Missouri state budget director Linda Luebbering said the revenue would have a “good, positive effect” for her state. About 35 percent of the money dedicated to lotteries eventually winds up back in state coffers.
Many states use lotteries as a way to raise money, often dedicating the revenue to education. However, research has found that states using lotteries to boost their education spending actually end up putting less money into classrooms than states that simply budget appropriately for their schools:
The educational “bonus” appears to be nonexistent. Miller and Pierce (1997) studied the short- and long-term effect of education lotteries. They found that lottery states did indeed increase per-capita spending on education during the lottery’s early years. However, after some time these states actually decreased their overall spending on education. In contrast, states without lotteries increased education spending over time. In fact, nonlottery states spend, on average, 10 percent more of their budgets on education than lottery states (Gearey 1997).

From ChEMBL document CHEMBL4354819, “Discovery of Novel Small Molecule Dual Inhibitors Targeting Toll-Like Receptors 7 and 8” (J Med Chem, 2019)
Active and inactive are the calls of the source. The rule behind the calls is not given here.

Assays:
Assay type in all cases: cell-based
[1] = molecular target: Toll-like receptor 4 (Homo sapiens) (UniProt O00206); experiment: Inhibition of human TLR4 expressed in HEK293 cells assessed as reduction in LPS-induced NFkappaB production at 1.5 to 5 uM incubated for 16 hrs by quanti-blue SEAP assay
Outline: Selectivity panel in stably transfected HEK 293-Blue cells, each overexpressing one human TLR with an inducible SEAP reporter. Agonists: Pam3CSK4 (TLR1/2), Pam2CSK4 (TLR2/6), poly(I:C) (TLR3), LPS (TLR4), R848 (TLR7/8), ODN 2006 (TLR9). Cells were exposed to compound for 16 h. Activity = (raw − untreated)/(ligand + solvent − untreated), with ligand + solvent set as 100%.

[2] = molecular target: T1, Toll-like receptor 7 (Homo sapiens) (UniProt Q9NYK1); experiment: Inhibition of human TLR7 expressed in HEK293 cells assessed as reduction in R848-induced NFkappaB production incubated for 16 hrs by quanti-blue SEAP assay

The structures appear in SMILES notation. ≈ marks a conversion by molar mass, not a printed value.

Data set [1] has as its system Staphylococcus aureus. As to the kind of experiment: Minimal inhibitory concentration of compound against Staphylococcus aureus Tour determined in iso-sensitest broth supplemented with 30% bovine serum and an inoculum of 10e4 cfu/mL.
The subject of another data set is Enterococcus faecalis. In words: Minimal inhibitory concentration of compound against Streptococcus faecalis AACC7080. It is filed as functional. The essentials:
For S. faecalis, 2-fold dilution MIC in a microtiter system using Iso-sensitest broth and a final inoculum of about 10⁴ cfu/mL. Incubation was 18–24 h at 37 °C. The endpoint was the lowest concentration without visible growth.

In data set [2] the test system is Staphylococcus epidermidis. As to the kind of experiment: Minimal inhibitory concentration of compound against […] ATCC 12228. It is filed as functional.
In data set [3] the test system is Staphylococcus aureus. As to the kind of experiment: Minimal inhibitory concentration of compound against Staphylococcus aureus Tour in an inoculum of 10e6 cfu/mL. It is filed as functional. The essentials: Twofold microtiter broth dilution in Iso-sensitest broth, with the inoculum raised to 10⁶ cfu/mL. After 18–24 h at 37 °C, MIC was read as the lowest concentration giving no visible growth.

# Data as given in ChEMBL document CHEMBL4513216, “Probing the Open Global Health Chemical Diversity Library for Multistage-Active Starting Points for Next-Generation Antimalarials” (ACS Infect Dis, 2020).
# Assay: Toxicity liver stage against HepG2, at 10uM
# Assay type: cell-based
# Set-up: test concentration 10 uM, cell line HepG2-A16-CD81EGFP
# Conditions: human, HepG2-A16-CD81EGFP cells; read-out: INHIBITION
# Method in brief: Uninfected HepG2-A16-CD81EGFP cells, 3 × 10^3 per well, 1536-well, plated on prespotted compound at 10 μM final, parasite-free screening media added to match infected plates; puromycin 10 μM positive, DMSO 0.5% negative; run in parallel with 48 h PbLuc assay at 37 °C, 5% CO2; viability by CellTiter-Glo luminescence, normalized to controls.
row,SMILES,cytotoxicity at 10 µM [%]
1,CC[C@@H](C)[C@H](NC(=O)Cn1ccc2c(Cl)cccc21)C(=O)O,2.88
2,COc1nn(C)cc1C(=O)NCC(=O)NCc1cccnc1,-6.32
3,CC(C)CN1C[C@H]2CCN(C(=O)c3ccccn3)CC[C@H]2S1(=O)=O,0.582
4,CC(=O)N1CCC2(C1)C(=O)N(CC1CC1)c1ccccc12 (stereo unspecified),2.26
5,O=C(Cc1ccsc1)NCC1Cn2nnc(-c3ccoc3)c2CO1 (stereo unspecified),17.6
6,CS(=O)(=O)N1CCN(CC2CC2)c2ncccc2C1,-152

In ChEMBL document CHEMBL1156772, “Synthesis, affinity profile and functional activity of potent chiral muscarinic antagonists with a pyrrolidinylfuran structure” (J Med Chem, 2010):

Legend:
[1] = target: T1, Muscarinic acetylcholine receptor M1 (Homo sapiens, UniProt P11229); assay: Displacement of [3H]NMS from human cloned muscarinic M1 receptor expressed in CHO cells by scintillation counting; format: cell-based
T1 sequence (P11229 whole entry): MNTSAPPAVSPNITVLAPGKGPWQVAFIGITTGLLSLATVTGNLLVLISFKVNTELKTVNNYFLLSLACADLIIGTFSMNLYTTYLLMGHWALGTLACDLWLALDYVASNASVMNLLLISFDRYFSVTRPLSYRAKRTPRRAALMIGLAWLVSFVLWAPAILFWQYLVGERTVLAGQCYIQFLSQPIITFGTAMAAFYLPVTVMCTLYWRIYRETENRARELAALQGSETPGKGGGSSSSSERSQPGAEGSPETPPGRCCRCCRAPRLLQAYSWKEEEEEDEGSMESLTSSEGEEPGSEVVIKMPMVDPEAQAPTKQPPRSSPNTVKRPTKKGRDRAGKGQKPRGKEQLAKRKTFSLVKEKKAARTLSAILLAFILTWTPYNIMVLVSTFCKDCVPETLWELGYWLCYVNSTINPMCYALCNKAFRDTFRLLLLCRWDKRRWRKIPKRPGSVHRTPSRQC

The Nelson A. Rockefeller Institute of Government actually found that “new gambling operations that are intended to pay for normal increases in general state spending may add to, rather than ease, state budget imbalances.”
Lotteries are also extremely detrimental to the poor, acting as, in essence, a regressive tax, with about a 38 percent tax rate (a rate usually reserved for the very richest Americans). “Lotteries are the worst expected return of just about any gambling you can do,” said economist Victor Matheson, who estimates that “where slots pay 95 cents to the dollar in terms of prizes and a good Black Jack player can earn as much as 98 cents, lotteries pay a mere 50- to 60-cent return per dollar.” According to the Bloomberg News “Sucker Index,” residents of Georgia do the most damage to their own finances through the lottery.